Father and son want to connect Indian farmers through app
When you're an Indian farmer with a crop of potatoes to sell, you typically go to a Ďmandií (marketplace) and deal with a local middleman, who will then sell your product to another middleman. Finding out what the potatoes will ultimately sell for, is extremely hard.
A New Delhi father and son want to expand farmers' selling options by bringing the mandi to smartphones. The idea came to Sanjay Agarwalla while he was consulting with telecom and consumer goods companies. He noticed that even as his clients eyed these new markets, no one was thinking about how to help farmers increase their incomes.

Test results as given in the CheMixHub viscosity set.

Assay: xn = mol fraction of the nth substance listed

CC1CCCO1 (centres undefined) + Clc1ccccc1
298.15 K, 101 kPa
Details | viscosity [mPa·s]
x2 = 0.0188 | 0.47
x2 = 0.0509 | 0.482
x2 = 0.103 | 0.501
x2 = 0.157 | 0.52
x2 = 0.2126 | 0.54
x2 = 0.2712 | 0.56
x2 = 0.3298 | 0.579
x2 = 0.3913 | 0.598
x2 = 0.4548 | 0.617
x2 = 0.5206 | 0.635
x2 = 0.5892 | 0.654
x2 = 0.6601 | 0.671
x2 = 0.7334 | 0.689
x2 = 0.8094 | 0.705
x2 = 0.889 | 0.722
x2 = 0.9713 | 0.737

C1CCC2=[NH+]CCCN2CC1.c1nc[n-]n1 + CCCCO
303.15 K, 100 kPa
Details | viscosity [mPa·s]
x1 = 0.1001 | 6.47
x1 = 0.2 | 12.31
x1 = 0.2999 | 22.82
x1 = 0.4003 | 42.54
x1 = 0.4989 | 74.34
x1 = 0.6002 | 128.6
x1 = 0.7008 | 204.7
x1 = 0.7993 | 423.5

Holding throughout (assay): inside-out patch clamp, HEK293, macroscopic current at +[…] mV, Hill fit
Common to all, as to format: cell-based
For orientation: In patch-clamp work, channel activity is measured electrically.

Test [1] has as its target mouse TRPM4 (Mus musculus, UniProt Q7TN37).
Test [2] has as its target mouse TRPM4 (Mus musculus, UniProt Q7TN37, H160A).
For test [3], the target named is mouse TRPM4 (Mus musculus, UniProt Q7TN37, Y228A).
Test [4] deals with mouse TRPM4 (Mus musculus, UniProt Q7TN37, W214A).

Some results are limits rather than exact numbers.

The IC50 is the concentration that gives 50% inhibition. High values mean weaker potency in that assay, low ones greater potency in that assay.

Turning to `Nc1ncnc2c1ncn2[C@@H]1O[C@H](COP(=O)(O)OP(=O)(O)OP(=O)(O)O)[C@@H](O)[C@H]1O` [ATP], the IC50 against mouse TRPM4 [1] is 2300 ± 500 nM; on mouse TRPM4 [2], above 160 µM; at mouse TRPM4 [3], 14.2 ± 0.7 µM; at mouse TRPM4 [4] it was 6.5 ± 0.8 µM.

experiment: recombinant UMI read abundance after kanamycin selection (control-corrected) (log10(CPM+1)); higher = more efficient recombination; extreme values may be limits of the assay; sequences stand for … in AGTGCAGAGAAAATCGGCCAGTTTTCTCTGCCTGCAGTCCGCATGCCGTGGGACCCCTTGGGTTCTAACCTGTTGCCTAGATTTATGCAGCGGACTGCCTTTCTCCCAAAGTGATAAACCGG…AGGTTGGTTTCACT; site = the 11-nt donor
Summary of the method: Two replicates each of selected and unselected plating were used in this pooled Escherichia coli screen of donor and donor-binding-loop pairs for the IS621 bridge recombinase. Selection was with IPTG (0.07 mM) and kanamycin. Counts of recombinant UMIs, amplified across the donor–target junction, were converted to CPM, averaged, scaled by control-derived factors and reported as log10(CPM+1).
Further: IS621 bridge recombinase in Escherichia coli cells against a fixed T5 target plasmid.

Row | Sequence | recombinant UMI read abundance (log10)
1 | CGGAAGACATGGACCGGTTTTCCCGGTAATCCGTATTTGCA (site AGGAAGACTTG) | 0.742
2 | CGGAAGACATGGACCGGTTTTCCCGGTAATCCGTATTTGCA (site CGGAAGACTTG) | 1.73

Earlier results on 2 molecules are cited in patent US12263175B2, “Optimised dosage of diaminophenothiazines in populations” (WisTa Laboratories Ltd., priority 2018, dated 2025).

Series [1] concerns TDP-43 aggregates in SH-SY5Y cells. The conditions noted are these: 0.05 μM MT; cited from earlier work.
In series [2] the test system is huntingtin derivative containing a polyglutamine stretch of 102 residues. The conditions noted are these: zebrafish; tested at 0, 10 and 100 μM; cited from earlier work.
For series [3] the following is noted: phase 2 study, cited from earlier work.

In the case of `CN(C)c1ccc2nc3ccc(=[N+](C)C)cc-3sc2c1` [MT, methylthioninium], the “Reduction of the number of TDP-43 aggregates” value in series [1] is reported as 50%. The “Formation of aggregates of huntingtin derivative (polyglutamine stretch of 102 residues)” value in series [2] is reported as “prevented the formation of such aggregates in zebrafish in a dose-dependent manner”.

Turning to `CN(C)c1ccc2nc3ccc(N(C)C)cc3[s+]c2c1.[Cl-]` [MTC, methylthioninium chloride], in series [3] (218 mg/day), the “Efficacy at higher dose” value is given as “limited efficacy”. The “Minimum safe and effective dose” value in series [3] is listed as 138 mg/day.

Consulting with his son Aditya, then a computer science major at Princeton University, in late 2015 the two decided to form an online marketplace they called the Kisan Network.
ďAnything that deals with agriculture in India is pretty large. So if itís a problem, the problem can affect millions of people," Sanjay says, noting that the market is worth more than $250 billion. When it comes to solutions, he says, "the impact could be enormous." After all, some 70 percent of rural households in the country depend on agriculture as a primary source of income.
A National Geographic article tells how Kisan Network's app lets farmers advertise their produce and see potential buyers beyond the local mandi. Once the transaction is completed online, Kisan runs the produce from farmer direct to the buyer. Kisan's fee ranges from 5 to 15% of the sale, and farmers get to keep more than they would under the conventional system, where middleman after middleman bids up the price of the produce before it reaches a final buyer.
Publication date: 2/6/2018
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